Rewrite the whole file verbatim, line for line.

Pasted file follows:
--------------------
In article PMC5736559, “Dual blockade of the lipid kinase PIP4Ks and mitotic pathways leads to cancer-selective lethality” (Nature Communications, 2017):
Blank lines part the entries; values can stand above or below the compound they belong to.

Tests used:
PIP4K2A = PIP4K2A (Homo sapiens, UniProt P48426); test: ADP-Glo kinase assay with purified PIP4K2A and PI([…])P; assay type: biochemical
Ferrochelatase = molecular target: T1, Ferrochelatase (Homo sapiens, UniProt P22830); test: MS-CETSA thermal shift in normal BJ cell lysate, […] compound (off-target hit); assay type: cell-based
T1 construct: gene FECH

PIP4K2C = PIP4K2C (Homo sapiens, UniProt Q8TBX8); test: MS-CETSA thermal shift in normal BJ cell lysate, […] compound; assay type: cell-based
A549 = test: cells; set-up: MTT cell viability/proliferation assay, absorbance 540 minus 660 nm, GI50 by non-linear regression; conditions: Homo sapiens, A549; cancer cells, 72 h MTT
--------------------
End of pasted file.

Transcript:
In article PMC5736559, “Dual blockade of the lipid kinase PIP4Ks and mitotic pathways leads to cancer-selective lethality” (Nature Communications, 2017):
Blank lines part the entries; values can stand above or below the compound they belong to.

Tests used:
PIP4K2A = PIP4K2A (Homo sapiens, UniProt P48426); test: ADP-Glo kinase assay with purified PIP4K2A and PI([…])P; assay type: biochemical
Ferrochelatase = molecular target: T1, Ferrochelatase (Homo sapiens, UniProt P22830); test: MS-CETSA thermal shift in normal BJ cell lysate, […] compound (off-target hit); assay type: cell-based
T1 construct: gene FECH

PIP4K2C = PIP4K2C (Homo sapiens, UniProt Q8TBX8); test: MS-CETSA thermal shift in normal BJ cell lysate, […] compound; assay type: cell-based
A549 = test: cells; set-up: MTT cell viability/proliferation assay, absorbance 540 minus 660 nm, GI50 by non-linear regression; conditions: Homo sapiens, A549; cancer cells, 72 h MTT